Study Points to a Solution for Dread: Distraction

For those who dread a colonoscopy or a root canal so much that they avoid it altogether, scientists have good news.

The first study ever to look at where sensations of dread arise in the brain finds that contrary to what is widely believed, dread does not involve fear and anxiety in the moment of an unpleasant event. Instead, it derives from the attention that people devote beforehand to what they think will be extremely unpleasant.

So the solution to dread, the researchers say, is self-distraction.

"We sort of knew that things like self-hypnosis help relieve dread, but now we know why," said Dr. Gregory S. Berns, a professor of psychiatry and behavioral sciences at Emory University, who led the study.

The research, being published today in the journal Science, is "terrific, " said a leading expert on brain imaging, Dr. Read Montague, a professor of neuroscience at Baylor College of Medicine who was not involved in the study. It demonstrates that the brain "assigns a cost to waiting for something bad, so that the bad thing is worse when it's delayed farther in the future," Dr. Montague said.

"Hence," he said, "the 'let's get it over with' bit when we're at the doctor's office waiting to get a shot."

The research also sheds light on economic behavior, said George Loewenstein, a behavioral economist at Carnegie Mellon University. According to standard economic models of human behavior, choosing more pain in the short run is irrational, Dr. Loewenstein said: if you know something bad is going to happen, you should postpone it as long as possible, and if something good is going to happen, you should want it right away.

In real life, people often do the exact opposite, he said. They delay gratification to savor a sweet sense of anticipation, and accelerate punishment just to get it over with. The new study sheds light, he said, on how the act of waiting can be used to describe economic behavior more accurately.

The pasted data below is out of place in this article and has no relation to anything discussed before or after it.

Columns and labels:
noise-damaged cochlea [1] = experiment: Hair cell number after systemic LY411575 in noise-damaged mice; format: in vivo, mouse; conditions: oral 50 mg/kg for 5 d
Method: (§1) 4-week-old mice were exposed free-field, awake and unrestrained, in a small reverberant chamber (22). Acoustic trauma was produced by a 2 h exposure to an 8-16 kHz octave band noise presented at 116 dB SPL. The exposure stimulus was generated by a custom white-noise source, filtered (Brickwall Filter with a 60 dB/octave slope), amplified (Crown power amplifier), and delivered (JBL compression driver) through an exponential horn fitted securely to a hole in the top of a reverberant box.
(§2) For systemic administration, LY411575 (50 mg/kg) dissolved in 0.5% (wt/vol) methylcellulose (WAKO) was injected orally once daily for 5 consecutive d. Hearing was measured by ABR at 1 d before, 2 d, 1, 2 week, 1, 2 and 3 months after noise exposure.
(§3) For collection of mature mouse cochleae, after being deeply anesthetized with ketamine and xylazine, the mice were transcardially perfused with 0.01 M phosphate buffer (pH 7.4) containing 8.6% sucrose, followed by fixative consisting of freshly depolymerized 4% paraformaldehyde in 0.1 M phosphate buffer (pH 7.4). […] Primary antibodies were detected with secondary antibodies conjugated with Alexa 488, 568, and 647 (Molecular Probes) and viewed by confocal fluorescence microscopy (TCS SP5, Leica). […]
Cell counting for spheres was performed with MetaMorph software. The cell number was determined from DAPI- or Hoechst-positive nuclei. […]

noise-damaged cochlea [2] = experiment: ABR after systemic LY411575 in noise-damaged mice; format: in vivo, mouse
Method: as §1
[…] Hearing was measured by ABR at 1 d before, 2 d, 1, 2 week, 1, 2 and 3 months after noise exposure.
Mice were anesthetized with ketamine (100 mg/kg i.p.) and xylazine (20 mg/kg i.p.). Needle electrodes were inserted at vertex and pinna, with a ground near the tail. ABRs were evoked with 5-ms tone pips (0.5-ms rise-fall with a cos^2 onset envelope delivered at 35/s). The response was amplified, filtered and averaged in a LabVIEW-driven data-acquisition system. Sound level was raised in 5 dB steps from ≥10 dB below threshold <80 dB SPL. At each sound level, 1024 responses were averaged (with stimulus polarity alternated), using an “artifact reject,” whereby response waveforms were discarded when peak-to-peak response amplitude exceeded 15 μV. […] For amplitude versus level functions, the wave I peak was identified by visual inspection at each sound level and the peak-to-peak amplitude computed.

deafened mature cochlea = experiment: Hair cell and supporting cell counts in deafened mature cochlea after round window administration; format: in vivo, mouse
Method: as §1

For the study, Dr. Berns put 32 people into a brain scanner and applied brief electric shocks to the tops of their left feet. After their maximum pain threshold was determined, meaning the most pain they could withstand, they were each presented a series of 96 cues. Each cue stated how much voltage they were about to experience and how long they would have to wait for it. For example, one cue might say they were about to receive 60 percent of their maximum pain after 27 seconds. Another might warn of a 30 percent maximum shock after 9 seconds.

Next the subjects were given options involving various combinations of voltage and how long they had to wait for it . For example, they could choose between getting 90 percent of their maximum voltage after three seconds or 60 percent after 27 seconds. Then they received the chosen shock to the foot.

The scanner detected the brain activity involved in waiting for shocks, providing a road map for understanding the dread response.

Twenty-three of the people, termed "mild dreaders," chose as short a delay as possible for any given voltage but were not willing to accept more pain just to get it over with, Dr. Berns said. The nine others, called "extreme dreaders," always took the highest voltage if it was sooner rather than later. They gladly accepted more pain to reduce their dread time.

In comparing the brain scans of both groups, Dr. Berns found only one difference. During the waiting period, extreme dreaders showed high activity in a part of the brain's so-called pain matrix that involves attention.

The pain matrix is a set of brain regions that become active when people experience pain, Dr. Berns said. Parts of it deal with sensing the body, while other regions are involved in intuition, emotions, fear or attention. Extreme dreaders, he said, deploy more attention to their soon-to-be-shocked foot than do mild dreaders. Above all else, dread involves attention to unpleasant things to come, making it quite different from anxiety or fear.

When it comes to a root canal or a colonoscopy, it is not really the procedures themselves that people dread, but the waiting time, Dr. Berns said. For extreme dreaders, finding distraction is probably the best way to cope.